Contemporary Galleries: 1980–Now

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Kentridge_PaulaCourt.jpg

William Kentridge. Felix in Exile. 1994

35mm film transferred to video (color, sound). 8:43 min. Edward and Marjorie Goldberger Foundation Fund and The Herbert and Nannette Rothschild Memorial Fund in memory of Judith Rothschild. © 2018 William Kentridge

Artist, William Kentridge: On the wall of my studio there's a sheet of paper. And halfway across the studio is my 35-millimeter movie camera. And I start a drawing on the sheet of paper, and walk back to the camera, and shoot a couple of frames. And then go and simply erase or add to the existing drawing, walk back to the camera, shoot a few more frames. And the sum of those alterations and changes becomes the film. Each scene is one drawing. So the film slowly constructs itself through the days and weeks and months. And after the film, the drawings that are left, are each a record of the final image of each scene.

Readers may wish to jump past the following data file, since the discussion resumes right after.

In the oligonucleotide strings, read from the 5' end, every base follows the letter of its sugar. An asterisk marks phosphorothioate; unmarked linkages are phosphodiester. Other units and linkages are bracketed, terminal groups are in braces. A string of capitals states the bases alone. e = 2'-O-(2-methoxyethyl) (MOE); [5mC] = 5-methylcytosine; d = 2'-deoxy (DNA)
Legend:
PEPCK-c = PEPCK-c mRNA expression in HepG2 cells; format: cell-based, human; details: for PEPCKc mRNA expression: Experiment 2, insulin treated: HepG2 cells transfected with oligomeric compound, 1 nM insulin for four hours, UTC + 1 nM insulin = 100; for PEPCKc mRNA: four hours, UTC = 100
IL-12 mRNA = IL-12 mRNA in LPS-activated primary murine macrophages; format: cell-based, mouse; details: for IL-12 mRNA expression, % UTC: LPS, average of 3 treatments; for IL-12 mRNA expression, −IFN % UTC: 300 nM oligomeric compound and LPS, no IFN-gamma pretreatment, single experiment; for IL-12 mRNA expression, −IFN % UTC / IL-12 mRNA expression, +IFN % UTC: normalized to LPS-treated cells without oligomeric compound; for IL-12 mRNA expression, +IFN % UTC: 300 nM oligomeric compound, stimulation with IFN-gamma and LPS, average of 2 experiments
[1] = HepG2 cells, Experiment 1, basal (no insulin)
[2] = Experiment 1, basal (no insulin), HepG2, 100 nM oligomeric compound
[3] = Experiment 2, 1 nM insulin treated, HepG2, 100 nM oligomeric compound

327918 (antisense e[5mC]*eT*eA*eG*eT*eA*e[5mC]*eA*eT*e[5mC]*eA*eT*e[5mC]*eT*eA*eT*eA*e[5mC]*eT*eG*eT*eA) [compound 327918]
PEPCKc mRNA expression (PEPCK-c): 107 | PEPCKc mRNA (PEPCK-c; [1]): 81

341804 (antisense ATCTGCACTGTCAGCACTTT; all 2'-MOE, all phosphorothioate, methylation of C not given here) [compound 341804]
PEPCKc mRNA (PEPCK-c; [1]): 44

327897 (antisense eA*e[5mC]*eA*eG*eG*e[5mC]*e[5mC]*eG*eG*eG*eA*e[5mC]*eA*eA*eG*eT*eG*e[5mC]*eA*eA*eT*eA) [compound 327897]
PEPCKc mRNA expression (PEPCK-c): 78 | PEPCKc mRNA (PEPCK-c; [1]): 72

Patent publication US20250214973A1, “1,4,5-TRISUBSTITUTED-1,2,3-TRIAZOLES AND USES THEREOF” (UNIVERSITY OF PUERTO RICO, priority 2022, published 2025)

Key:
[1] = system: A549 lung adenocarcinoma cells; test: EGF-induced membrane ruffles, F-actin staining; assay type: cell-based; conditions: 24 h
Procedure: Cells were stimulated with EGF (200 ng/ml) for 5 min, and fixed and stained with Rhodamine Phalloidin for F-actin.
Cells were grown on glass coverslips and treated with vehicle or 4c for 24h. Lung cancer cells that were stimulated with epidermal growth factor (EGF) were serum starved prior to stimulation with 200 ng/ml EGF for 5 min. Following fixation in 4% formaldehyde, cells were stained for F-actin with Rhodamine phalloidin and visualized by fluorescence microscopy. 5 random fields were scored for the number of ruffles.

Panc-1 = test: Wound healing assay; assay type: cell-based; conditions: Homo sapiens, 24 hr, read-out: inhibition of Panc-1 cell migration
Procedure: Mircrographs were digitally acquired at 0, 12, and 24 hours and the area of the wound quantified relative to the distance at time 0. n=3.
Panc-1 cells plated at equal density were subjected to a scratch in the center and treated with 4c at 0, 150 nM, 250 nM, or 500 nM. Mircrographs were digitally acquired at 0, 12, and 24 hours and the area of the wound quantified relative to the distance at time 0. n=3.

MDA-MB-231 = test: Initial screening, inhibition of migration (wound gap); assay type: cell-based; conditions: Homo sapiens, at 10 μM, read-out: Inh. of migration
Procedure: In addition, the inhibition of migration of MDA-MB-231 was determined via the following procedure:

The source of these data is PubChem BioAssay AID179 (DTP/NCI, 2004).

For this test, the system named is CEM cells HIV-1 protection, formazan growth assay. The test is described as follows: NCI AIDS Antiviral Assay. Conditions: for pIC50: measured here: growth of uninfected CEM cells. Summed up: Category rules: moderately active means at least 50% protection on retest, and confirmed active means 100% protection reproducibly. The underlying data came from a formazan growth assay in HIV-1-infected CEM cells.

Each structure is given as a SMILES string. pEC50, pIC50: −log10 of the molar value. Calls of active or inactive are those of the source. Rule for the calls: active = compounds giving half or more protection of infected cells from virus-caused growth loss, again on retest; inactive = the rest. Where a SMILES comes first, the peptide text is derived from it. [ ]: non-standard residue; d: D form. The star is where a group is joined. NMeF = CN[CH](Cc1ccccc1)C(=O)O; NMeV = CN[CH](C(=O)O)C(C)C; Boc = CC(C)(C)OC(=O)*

When I started making these films, I tried very hard to hide all the traces of erasing. But I failed. And it took quite a while for me to understand that the visible snail's trail of every object in the drawing was in fact part of their virtue. And did become in fact part of the meaning, whether I liked it or not, that the films became about the persistence of memory, or the process of time being made visible.